A Guide to Wedding Dress Silhouettes

Having a custom wedding dress made is a dream for many brides—but if you aren't entirely sure what you're looking for, it can also be stressful and confusing.  In order to get the most out of your design experience, you should approach every appointment with some good, strong ideas of things that you like, and things you don't like.  That way, the professional you speak to will be able to produce some ideas that you're almost guaranteed to love.  To help you with this, here are some common styles and silhouettes found in wedding dresses.  Get familiar with the terms, and you'll soon be well on your way to the beautiful finished piece. 


Named after the shape of the letter A, A-line dresses start narrow at the top and widen out towards the hemline.  This is a very versatile silhouette which is flattering on most body types, owing to the way it balances out a woman's curves.  You may also hear of a 'modified' A-line dress.  These are similar, but with more fitted skirts and a more subtle effect.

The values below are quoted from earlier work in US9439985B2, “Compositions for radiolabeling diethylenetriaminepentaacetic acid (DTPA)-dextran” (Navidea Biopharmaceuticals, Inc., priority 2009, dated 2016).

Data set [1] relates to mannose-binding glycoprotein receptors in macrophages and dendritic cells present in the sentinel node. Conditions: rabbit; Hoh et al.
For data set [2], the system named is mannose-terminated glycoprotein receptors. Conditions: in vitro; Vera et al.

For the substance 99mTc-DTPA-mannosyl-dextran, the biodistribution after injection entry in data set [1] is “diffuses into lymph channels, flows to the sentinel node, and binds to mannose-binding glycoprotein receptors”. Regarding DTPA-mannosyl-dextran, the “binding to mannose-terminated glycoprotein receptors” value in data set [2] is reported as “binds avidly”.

This is the kind of silhouette that everyone can picture—just like a fairy-tale princess.  Its extravagance, luxury and formality appeal to many women.  If you're conscious of the lower half of your body, this style is excellent, as it fans out and will balance the wearer's hips, thighs and stomach.  However, if you are of petite stature, you may wish to steer clear; it's a lot of fabric to carry on your lower half, and it may make you appear shorter.


Imitating a mermaid's tail, this style is form-fitting all the way down to the knee, and then expands out at the hem.  Similarly, a trumpet dress is form-fitting up to the mid-thigh, and then fans out from that point.  Both silhouettes are very flattering on hourglass figures.  However, if you are conscious of your stomach and hips, steer clear; both styles also highlight and emphasise those areas.


A sheath dress will hang straight down, is not necessarily figure-hugging and won't fan out or add volume.  For these reasons, it's especially flattering on tall women and women with less curvy figures.  It can also produce a more subtle effect than a dress with a big skirt.

Be sure to look up the various styles and see how they look on body shapes similar to your own.  This way, you can judge which styles are best for you and which you like most.